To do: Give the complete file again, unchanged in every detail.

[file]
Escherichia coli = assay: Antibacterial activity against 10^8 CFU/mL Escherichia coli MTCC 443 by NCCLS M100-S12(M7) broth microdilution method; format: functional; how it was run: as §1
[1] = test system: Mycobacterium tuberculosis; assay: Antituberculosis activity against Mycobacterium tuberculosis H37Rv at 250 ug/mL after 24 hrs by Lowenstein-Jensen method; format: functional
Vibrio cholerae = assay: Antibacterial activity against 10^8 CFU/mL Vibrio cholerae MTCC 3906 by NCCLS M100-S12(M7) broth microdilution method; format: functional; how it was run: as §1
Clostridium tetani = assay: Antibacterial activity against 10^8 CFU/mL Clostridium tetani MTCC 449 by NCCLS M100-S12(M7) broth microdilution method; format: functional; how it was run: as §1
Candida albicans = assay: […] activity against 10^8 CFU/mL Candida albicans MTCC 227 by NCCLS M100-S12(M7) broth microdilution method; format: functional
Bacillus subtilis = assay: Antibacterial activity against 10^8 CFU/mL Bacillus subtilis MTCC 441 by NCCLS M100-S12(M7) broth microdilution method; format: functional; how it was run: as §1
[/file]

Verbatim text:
Escherichia coli = assay: Antibacterial activity against 10^8 CFU/mL Escherichia coli MTCC 443 by NCCLS M100-S12(M7) broth microdilution method; format: functional; how it was run: as §1
[1] = test system: Mycobacterium tuberculosis; assay: Antituberculosis activity against Mycobacterium tuberculosis H37Rv at 250 ug/mL after 24 hrs by Lowenstein-Jensen method; format: functional
Vibrio cholerae = assay: Antibacterial activity against 10^8 CFU/mL Vibrio cholerae MTCC 3906 by NCCLS M100-S12(M7) broth microdilution method; format: functional; how it was run: as §1
Clostridium tetani = assay: Antibacterial activity against 10^8 CFU/mL Clostridium tetani MTCC 449 by NCCLS M100-S12(M7) broth microdilution method; format: functional; how it was run: as §1
Candida albicans = assay: […] activity against 10^8 CFU/mL Candida albicans MTCC 227 by NCCLS M100-S12(M7) broth microdilution method; format: functional
Bacillus subtilis = assay: Antibacterial activity against 10^8 CFU/mL Bacillus subtilis MTCC 441 by NCCLS M100-S12(M7) broth microdilution method; format: functional; how it was run: as §1